Comedy Studio Diary Day 13
I could have kept to my morning blogging routine. I made a decision to relax on the weekend days instead. Maybe my routine is best done on the commuter rail train, anyhow. So here I am on Monday morning. It is chilly outside, but I had a warm and fuzzy weekend, and not just because of the pajama pants material worn on my lower half as I tore through the second Game of Thrones novel in a heap on my couch for most of the day on Saturday and Sunday.
I went direct to Harvard square Friday night but holed up in Peet’s Coffee and Tea instead of the usual J.P. Lick’s to avoid various date night dessert eaters/reminders of my crippling loneliness. I read for a while and then considered my set list for the night. I wanted to tell the Spike’s story but it had been a while and I wasn’t sure exactly how long it was, so I didn’t want to risk putting it in the middle and it’s too much of a risk to rely on the end of it to be a proper “pop” to end a set with, so I decided to hold off. I still had the bad taste of last week’s set in the back of my throat (well two parts of last week’s set, I know it wasn’t all that bad) and wanted to A.) have a good set and B.) do those jokes again and have them get the reaction they deserved. I didn’t end up opening like I did the week before because I wanted to play off something that Ken said in his intro for me instead. I did do the ‘drug pun marathon’ and Boyz In the Hood reference (correctly, no Boyz II Men slip ups this time.)
Before I got to The Studio I remembered something I wanted to do. It’s no secret at this point that Ken Reid is one of my favorite people to talk to. Not only do I get along well with him but I find a lot of what he does and the habits he has fascinating (hence why he has been on the last seven, coming up on eight podcasts in a row.) One thing I asked him about is his claim to not write material down. He told me that’s true, but had some recollections of some childhood stories he’d never done onstage down and sent me a few word documents.
One of those stories is about an adolescent obsession with Janet Jackson’s album “janet.” that I really got a kick out of. I really resonate with stories of specific musical connections anyway and the juxtaposition of that album (and all it’s sexiness) and how I picture a high school era punk rock/80’s sitcom/horror movie obsessed Ken Reid made it all the more entertaining to me. I was emailing back and fourth with him earlier in the day about our last podcast and how much I enjoyed it (the last half hour of Episode 60, go download it.) We talked about his Dad’s pet Tegu, a story that I first read, then encouraged him to do on stage and was later mentioned in the podcast. I then brought up “janet. ” and he told me he had never told that one.
Walking from Peet’s to The Studio down Mt. auburn street I ducked into “In Your Ear” a cool record store hidden away underground. I searched through shoeboxes full of 3.99 CDs for about five minutes before one of the people working there asked if I was looking for anything specific. I said, “Yes. I’m looking for “janet.”” He helped for about three minutes while I glanced at the smaller selection of cassette tapes behind a glass security case (adorable!) before he said “Hmmm, We have a lot of CDs.” and gave up. I understood. There’s only so much time a person may want to invest in assisting what appears to be crazy person digging for a Janet Jackson cd to MAYBE make $1.99-2.99 (and probably be paid in change.)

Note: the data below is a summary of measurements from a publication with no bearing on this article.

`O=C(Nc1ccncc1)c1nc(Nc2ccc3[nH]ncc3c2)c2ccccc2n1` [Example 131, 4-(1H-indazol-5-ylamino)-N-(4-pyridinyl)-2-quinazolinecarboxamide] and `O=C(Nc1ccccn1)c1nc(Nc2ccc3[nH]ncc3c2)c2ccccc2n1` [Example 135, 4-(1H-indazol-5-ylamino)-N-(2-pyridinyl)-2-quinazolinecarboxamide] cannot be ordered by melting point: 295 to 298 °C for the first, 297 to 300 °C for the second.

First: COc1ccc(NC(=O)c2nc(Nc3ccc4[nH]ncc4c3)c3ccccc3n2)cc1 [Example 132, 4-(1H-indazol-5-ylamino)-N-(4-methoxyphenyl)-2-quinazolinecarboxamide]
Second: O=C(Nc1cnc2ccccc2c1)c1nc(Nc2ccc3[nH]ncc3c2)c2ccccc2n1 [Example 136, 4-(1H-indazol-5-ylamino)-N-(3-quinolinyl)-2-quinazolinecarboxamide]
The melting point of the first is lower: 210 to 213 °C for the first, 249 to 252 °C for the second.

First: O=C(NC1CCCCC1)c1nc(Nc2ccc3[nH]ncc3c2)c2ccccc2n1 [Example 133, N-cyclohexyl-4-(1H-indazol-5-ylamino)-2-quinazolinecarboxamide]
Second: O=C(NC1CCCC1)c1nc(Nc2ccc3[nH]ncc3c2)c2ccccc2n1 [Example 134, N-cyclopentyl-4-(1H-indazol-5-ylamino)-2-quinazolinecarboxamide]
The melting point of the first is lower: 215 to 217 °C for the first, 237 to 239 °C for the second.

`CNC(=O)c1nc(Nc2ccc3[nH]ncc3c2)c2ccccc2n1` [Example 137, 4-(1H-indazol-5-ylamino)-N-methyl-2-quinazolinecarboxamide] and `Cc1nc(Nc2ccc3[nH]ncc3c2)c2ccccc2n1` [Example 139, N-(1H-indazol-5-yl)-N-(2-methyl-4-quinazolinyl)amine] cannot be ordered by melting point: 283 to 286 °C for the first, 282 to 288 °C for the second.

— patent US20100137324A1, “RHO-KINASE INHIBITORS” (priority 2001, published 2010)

I pressed on, undeterred. It had been a long time since I searched the bins at a record store for something specific (and even longer when it comes to CDs, that require more work, lifting and looking under other boxes, most of which are not alphabetical like vinyl and cassettes are). I was also up against the clock. It was close to 8pm. I felt like I was on some kind of lost 80’s/90’s game show like Supermarket Sweep or Legends of the Hidden Temple, scouring for a specific item in a sea of stuff. After going through every CD box (except the soundtracks boxes, I just assumed those would be grouped appropriately)
I gave up, but something in me insisted that I was close. That record store fever that makes sane people spend hours searching on sunny Saturday afternoons, or Friday nights they should be going out for ice cream cones. I went back to the cassette case. It was technically an alphabetical set up by genre but was A-Z from bottom to top which was a little weird. I took a longer look at it this time and saw it. Right by an 80’s Whitney Houston tape, in the spot where the two glass panels overlap so it would be tough to access from either side, was “janet.” I played it cool and not as giddy with triumph as I actually felt. I reached my arm inside the case, moving Whitney and some other titles I paid no mind to aside and I had it. I brought it up to the counter, subtlety triumphant. I paid $3+ tax, whatever it was.
I brought it to Ken, he told the story on stage. I didn’t think it went that bad, nut he said to me in the closet. “They didn’t like that janet story. ? You know who else didn’t like it? Rick.” That’s my fault, but I blame it on record store fever.
I watched more of the show, I was glad to see Joe List do a set although he was almost upstaged by a drunk couple thinking the green room/closet was the exit and walking all the way to the end of it in an attempt to get out.
I left to get to Grandma’s Basement. I got there while Marc Basch was on stage. There was a nice little crowd there, and things seemed to be going well. Benny went up next and because of a couple cancellations I went last and did a slightly longer set, about 17 minutes, including maybe my best telling of the “story” yet and closing with it. I hung around the bar with Ted and Christa Weiss for a bit and they dropped me off at home.